Furnace #7, as seen from #6’s catwalks. Cue morning fog.
This wheel scoops the washings from the sluice room and places it on the tailings conveyor.
Standing on the fence barricade that used to keep squatters out of the tunnel, the size of the space is impressive. What you see here is the current length of the tunnel; I set up a flashlight at the end to illuminate the concrete wall that is the lower portal.
Looking through perfectly clear water into an abandoned mine room. My guess is that it contained some pumps to keep the mine dry and equipment related to the elevators.
An abandoned news stand between the concourse and ticket booths. This is one of my favorite pictures from the 2000s.
The wrought iron staircase for what was the Consumer’s Brewery Brew House, as indicated by very fine cast landings with the company logo. The staircase is in bad condition; someone had run a forklift or something similar into the bottom in addition to copious vandalism and water damage. Holes in the floor, like in the upper-right corner indicate where stainless steel kettles used to be before they were scrapped.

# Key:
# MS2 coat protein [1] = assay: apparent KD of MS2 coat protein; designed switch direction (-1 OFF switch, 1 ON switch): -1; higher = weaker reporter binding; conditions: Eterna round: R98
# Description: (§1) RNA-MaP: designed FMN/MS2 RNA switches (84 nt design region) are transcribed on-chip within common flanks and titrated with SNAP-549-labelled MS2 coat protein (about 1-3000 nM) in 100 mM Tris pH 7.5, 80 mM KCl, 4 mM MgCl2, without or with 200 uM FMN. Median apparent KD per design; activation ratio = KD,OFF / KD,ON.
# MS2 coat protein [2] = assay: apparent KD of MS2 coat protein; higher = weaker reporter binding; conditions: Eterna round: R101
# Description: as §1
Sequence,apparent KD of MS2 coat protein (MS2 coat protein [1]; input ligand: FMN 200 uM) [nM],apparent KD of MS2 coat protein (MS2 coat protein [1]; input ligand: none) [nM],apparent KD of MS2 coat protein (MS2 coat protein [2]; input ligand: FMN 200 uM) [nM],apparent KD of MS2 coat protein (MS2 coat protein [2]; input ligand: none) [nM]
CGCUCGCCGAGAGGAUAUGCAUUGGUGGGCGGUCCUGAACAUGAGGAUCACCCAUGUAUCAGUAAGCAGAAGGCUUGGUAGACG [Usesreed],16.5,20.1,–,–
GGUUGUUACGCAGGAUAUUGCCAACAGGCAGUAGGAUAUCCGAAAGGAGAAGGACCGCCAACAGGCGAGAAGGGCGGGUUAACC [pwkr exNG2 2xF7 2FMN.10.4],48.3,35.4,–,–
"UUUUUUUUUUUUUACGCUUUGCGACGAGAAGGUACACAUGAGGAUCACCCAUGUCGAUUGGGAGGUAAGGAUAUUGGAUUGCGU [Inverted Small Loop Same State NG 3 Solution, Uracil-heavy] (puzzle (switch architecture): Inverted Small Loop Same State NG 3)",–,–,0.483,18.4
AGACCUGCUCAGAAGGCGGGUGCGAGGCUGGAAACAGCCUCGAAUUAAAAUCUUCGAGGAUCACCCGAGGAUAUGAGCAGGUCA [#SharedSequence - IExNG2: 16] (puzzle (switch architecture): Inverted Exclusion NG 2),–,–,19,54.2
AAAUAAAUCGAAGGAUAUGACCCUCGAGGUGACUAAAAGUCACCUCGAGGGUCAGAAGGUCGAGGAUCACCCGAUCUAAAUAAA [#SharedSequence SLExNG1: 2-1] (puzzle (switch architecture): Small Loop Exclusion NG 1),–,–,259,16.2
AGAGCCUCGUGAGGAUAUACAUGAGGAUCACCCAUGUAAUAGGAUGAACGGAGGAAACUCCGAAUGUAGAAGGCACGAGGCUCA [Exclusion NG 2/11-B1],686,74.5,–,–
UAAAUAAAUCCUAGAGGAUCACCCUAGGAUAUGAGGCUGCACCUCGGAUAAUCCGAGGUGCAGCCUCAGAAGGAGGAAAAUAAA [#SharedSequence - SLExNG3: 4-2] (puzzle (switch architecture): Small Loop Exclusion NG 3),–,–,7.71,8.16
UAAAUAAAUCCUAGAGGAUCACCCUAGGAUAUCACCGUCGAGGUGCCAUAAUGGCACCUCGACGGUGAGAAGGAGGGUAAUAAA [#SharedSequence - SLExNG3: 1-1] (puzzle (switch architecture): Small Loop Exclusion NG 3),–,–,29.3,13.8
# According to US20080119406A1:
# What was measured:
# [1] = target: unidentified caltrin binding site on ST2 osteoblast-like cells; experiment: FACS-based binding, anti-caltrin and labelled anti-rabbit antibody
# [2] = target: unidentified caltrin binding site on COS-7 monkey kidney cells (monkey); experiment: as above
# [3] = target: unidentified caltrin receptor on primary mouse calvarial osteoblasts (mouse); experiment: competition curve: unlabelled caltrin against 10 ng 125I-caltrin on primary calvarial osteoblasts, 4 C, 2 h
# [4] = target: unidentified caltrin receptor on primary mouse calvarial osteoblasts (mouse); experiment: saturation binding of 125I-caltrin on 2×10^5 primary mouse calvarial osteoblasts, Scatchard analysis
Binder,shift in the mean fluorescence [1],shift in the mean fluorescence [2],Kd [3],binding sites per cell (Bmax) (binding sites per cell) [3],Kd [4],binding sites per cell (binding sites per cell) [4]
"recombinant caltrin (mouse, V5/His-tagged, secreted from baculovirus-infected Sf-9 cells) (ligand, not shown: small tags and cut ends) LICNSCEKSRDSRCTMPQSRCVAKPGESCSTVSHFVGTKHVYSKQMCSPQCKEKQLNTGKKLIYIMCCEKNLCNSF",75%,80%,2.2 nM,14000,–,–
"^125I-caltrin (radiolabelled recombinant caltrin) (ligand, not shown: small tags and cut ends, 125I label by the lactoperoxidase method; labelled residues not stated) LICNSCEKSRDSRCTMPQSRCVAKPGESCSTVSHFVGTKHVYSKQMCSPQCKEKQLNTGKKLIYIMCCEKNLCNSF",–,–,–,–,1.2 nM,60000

The holes were for men to poke reluctant ore with long poles, with the hope that a lucky jab would let the load slide down into the boat below. Now they’re just traps.
The secret sweet-yet-salty center of the nameless factoryscape. Home base, tuned to rule the AC and turn out Product X at record rates, I’m sure.
A wide view of the steam pump room, complete with pistons (taken apart for their brass), flywheels (covered in graffiti and rust) and pressure gauges (smashed apart for fun). I guess what I’m trying to say is, I was not disappointed.